The Stanthorpe Soldiers’ Memorial
The Stanthorpe Soldiers’ Memorial was built in honour of those men, from the Granite Belt District, who left their homes and families to join the Australian Imperial Forces during the First World War.
Unlike in other towns, the Stanthorpe Soldiers’ Memorial is unique in that it is positioned outside the town center. It is located in Lock Street, on top of Foxton’s Hill. The position was selected because of the panoramic views it commanded over the township. The memorial comprises a large landscaped park with a rest house situated on top of the small hill at its center.
In late 1918 a local committee was formed in Stanthorpe to start fund raising for the project. By 1923 the committee had selected and acquire the memorial site. Warwick architects, Dornbusch & Connolly were engaged to design a suitable structure and in 1925 local builders NJ Thompson & Sons won the tender to build the memorial. The memorial was officially opened on the 6th February 1926 by General Sir William Glasgow.
The rest house is a cement structure, comprising of 4 gables, with the two entrances facing North and South. Above the entrance gables, in raised concrete, is the inscription 1914-19. The East and West gables bear the inscription “Soldiers’ Memorial”. The ceiling is made of pressed metal. Seats are built around the inside walls and originally there were five honour rolls, one of which lists the names of the fallen. Over time, additional honour boards have been erected to honour those from later military conflicts.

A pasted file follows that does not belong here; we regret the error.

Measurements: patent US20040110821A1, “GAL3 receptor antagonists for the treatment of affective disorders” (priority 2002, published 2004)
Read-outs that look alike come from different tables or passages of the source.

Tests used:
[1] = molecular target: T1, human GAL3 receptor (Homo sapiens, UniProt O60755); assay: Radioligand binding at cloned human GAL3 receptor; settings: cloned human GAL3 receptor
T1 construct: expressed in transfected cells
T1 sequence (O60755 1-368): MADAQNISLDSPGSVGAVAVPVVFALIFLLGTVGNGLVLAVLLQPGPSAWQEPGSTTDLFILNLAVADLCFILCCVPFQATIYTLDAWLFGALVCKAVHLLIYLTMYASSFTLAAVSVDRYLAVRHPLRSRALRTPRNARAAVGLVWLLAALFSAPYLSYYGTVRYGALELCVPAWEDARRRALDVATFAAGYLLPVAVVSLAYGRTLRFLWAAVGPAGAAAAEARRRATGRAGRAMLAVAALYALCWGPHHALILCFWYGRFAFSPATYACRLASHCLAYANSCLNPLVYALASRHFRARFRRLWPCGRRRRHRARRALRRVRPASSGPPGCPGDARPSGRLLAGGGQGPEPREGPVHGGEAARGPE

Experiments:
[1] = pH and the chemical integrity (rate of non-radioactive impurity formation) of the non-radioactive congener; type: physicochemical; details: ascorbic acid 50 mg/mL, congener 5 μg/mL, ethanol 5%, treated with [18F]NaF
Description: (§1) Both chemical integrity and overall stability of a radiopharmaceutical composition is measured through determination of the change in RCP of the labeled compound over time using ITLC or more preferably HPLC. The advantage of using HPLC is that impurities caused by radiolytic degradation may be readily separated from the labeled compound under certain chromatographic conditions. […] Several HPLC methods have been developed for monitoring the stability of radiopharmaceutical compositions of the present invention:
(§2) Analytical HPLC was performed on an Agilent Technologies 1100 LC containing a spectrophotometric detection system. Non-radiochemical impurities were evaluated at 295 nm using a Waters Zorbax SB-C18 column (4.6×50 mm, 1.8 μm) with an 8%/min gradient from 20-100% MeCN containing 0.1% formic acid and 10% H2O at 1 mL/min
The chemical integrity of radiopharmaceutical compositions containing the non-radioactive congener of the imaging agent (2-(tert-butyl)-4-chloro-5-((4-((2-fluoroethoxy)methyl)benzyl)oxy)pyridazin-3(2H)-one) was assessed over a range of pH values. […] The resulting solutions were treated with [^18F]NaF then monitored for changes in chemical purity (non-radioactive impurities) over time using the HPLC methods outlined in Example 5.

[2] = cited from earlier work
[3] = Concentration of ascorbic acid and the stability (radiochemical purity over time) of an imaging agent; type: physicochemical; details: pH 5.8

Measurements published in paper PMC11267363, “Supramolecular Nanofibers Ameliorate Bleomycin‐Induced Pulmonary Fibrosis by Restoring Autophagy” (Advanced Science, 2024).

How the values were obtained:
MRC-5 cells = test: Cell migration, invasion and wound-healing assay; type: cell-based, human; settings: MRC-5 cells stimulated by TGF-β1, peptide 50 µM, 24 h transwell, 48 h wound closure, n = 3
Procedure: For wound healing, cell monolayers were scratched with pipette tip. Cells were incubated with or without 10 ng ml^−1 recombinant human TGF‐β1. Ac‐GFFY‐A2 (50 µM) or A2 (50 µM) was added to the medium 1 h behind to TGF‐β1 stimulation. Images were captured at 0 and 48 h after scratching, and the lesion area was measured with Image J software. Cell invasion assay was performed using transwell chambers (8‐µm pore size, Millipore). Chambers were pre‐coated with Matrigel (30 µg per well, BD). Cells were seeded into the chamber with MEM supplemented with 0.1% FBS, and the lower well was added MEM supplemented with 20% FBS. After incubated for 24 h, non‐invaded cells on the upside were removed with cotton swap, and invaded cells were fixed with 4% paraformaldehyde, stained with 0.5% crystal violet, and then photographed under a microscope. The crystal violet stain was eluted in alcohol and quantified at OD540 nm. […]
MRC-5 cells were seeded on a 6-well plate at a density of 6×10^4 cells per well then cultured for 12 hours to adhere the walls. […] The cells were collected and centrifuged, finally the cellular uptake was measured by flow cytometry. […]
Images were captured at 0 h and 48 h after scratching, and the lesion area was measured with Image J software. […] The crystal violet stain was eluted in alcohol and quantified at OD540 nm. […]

The ongoing maintenance of the building and the surrounding grounds were carried out with public donations. The bulk of this funding was raised at the annual morning service on Anzac Day.
Anzac Day services were commemorated firstly with a Dawn Service at the Soldiers’ Memorial followed by morning services in the various churches followed by a march in the main street led by the returned soldiers. In later years the Dawn Services moved to the current site in Weeroona Park, and the centre of town.
Many families and groups of friends visit the site, taking advantage of the picnic grounds surrounding the memorial. It also offers people a venue to sit for quite reflection, away from the hustle and bustle on the busy town area.
In 1963, ownership of the site was transferred to the local council. In June 2018, the Southern Downs Regional Council was awarded a Lasting Legacies Grant to redevelop and upgrade the memorial side, including restoration of honour boards and improved access to the memorial building.
They will not be forgotten…
Osbane Smith with family & friends at the Soldier’s Memorial.